By Marilyn Hamilton
St. Giles Presbyterian Church, St. Matthew’s Anglican Church and Glebe-St. James United Church joined by members of the wider community are responding enthusiastically to the current international refugee crisis. We call ourselves FACES (First Avenue Churches and Community Embracing Sponsorship). Together, we plan to sponsor at least three families or individuals over the next three years. We have agreed that we will be inclusive and open in refugee sponsorship regardless of faith, ethnicity, health condition or sexual orientation.
How would refugees be identified and assigned to us? We are being informed of available sponsorship cases through the Ottawa Anglican Diocese for our first sponsorship. However, so many people from across Canada have responded to the refugee crisis that the requests for private sponsorship cases have exceeded the number of cases processed. For this reason, we have not yet been matched with individuals or a family to sponsor. The situation is changing quickly.
Why do we want to sponsor refugees? We believe we have a Christian duty to “seek justice” by assisting refugees to come to Canada and supporting their transition to a new life here. This belief is shared by other faith traditions. Diverse community members have joined us because we are perceived as accepting.
For example, Marjorie George described her community group’s journey as follows: “A group of women I know were sitting around before Thanksgiving and comparing our lives with those before us on the news, risking the seas and then trudging across Europe in search of the peaceful life that we are so fortunate to enjoy and that should be the right of all humanity. Like many other Canadians we said we had to do something, so at Thanksgiving we wrote an appeal, which went out to our friend networks. As a result, over $22,000 has already been raised and we are not done! We then searched for a seasoned SAH (Sponsorship Agreement Holder) with whom we would be welcomed to associate and the Anglican Diocese came to mind.”
How did the community group combine with FACES? The three neighbouring Glebe churches had already come together with their own sources of inspiration. A St. Giles member, Bob Fourney, wondered about a partnership with Glebe-St. James, and several joint meetings followed. Bob attended a refugee sponsorship information session at St. Matthew’s that was called after that parish was motivated to action by the Rev. Canon Pat Johnston’s inspiring sermon. Meetings of the three churches and the formation of a steering committee followed. Marjorie knew Tom Martin, FACES Chair, so merging the community group with the FACES group was a natural fit.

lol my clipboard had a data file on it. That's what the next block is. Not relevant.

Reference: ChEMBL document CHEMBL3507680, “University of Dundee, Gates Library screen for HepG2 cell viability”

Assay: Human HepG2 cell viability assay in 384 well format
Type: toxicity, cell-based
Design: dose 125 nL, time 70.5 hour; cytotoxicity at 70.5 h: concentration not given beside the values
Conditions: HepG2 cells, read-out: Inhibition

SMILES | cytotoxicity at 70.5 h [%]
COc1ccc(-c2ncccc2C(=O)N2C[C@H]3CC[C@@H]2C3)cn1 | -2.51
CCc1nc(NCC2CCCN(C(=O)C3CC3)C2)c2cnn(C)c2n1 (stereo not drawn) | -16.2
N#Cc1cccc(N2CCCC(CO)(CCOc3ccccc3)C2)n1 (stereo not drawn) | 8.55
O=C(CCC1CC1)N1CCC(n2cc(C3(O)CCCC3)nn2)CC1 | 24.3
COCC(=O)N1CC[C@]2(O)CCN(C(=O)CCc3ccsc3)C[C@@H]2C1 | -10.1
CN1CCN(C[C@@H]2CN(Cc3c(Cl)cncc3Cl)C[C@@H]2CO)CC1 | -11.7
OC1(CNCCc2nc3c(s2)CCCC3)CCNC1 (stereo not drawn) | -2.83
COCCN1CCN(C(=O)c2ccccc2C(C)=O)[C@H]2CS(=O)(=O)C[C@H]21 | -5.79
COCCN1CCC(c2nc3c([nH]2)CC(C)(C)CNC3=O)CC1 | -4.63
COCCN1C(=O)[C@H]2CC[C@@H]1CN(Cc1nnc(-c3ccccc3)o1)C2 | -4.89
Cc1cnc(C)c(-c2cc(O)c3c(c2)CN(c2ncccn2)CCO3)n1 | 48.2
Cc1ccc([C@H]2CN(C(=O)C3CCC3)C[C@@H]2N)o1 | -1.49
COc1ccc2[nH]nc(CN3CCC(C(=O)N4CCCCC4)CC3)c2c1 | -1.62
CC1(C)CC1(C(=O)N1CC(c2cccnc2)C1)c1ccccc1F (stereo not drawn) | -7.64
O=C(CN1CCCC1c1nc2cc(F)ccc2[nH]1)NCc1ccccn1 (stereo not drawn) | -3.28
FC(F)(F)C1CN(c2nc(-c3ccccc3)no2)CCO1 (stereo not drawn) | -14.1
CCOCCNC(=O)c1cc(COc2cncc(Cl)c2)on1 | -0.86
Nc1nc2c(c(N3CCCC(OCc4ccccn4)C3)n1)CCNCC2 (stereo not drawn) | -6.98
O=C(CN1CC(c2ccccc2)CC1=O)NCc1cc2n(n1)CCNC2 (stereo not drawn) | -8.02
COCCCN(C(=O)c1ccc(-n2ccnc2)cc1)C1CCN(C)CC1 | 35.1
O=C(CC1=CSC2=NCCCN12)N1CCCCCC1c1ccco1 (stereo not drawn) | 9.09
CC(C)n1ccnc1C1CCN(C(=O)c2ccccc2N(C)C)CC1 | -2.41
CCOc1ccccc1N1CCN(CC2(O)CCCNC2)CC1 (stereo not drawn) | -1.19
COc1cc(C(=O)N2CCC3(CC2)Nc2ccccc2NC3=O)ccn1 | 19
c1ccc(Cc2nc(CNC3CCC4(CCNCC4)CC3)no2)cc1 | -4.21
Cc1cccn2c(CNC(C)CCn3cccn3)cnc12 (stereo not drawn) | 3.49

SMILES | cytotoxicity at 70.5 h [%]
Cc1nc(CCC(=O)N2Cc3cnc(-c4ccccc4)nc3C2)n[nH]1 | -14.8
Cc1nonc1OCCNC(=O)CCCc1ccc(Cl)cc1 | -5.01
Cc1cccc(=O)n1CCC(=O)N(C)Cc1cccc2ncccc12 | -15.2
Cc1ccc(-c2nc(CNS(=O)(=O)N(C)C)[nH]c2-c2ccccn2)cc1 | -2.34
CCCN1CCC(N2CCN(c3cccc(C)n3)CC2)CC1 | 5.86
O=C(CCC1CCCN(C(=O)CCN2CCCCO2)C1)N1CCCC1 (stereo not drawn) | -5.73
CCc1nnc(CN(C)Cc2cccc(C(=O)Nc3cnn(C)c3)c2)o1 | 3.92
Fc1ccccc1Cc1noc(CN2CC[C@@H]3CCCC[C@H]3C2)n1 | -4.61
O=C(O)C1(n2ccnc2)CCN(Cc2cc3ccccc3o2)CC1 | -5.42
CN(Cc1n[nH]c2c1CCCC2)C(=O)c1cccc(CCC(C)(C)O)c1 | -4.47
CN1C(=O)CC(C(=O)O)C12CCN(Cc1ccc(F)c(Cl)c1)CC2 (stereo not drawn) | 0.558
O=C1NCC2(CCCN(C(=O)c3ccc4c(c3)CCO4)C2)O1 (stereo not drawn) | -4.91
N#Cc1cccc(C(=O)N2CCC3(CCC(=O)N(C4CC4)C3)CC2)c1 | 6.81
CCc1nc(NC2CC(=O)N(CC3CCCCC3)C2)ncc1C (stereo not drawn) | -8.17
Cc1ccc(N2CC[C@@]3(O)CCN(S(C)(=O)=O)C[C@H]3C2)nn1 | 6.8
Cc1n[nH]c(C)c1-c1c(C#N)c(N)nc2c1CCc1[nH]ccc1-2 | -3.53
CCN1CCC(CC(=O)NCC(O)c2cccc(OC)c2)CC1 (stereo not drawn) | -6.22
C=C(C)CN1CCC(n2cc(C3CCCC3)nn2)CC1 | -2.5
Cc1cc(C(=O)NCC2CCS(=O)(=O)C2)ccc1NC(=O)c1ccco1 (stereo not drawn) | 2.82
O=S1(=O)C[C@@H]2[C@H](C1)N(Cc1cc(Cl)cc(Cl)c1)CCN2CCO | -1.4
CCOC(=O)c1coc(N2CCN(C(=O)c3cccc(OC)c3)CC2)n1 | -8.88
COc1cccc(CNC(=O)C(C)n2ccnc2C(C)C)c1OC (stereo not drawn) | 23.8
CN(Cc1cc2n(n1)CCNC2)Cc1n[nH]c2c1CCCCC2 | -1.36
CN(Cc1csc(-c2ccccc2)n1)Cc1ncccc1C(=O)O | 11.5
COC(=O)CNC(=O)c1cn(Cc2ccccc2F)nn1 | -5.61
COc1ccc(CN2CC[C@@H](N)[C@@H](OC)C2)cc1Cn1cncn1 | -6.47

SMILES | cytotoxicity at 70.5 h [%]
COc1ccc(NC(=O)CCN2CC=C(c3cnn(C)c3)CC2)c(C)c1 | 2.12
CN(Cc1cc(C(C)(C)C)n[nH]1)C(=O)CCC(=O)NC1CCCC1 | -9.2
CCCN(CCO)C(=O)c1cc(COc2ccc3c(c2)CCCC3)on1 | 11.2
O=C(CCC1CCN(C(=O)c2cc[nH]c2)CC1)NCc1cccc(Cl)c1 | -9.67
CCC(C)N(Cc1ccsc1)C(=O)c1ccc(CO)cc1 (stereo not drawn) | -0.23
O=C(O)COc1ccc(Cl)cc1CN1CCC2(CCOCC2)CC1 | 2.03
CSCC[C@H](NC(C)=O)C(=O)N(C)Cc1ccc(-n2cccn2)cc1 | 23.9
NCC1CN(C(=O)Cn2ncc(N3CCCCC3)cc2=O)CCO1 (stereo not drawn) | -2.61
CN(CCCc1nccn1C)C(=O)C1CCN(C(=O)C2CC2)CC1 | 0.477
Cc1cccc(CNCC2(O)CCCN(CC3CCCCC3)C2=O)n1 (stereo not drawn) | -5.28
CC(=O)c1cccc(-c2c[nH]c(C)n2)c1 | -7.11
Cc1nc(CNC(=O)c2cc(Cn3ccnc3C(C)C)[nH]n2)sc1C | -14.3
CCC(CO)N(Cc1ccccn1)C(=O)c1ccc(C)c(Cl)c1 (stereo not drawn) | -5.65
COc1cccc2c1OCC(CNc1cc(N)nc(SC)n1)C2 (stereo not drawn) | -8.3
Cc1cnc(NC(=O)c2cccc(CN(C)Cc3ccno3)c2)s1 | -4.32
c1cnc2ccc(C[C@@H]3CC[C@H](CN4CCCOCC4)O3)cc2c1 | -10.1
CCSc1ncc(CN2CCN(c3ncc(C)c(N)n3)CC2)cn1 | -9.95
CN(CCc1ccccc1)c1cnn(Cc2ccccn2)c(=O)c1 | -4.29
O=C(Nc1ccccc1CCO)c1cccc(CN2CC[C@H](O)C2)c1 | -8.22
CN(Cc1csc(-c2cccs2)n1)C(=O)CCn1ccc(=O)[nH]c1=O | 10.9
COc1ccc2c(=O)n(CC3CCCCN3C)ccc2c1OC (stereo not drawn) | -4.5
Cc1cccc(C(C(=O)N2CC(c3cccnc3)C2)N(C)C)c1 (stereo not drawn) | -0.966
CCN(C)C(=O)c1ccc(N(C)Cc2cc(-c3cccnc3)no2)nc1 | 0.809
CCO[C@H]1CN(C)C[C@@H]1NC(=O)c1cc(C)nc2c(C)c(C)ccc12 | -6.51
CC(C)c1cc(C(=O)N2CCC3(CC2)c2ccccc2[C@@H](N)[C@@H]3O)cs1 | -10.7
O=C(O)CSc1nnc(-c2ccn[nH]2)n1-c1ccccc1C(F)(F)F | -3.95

The FACES churches have shared worship and music in the past and been amiable and supportive neighbours. Each church has undertaken independent sponsorships or other sponsoring partnerships previously, but this is the first time we have worked together and have included the community in this way.
Please see www.rstp.ca/en/sponsorship-responsibilities/settlement-services/ to understand the basics of sponsorship responsibilities. If you wish to volunteer with FACES, we can use help with volunteer co-ordination, communication within the group, and networking for professional contacts.
Everyone should have a home where they can feel safe and reach their potential. If you would like more information about FACES and how you can help make this happen, contact a church representative or community member on the FACES Steering Committee, one of the church offices, or visit www.facebook.com/FACESOttawa/.
Tom Martin, chair, St. Matthew’s, firstname.lastname@example.org
Bob Fourney, St. Giles, email@example.com
Karen Walker, Glebe-St. James, firstname.lastname@example.org
Marjorie George, community, email@example.com
St. Matthew’s: 613-234-4024, firstname.lastname@example.org
St. Giles: 613-235-2551, email@example.com
Glebe-St. James: 613-236-0617, firstname.lastname@example.org
Marilyn Hamilton is chair of Christian Outreach at Glebe-St. James United Church and a member of the FACES Steering Committee.
Fitting community resources to refugee needs, family by family
By Karen Hill
Many people in Ottawa have been touched by and are very aware of the massive refugee crisis. Some of those people – young and old, rich and not-so-rich – want to help. The question is, “How can we combine the strengths and talents of our own families and businesses to help in the most meaningful ways?”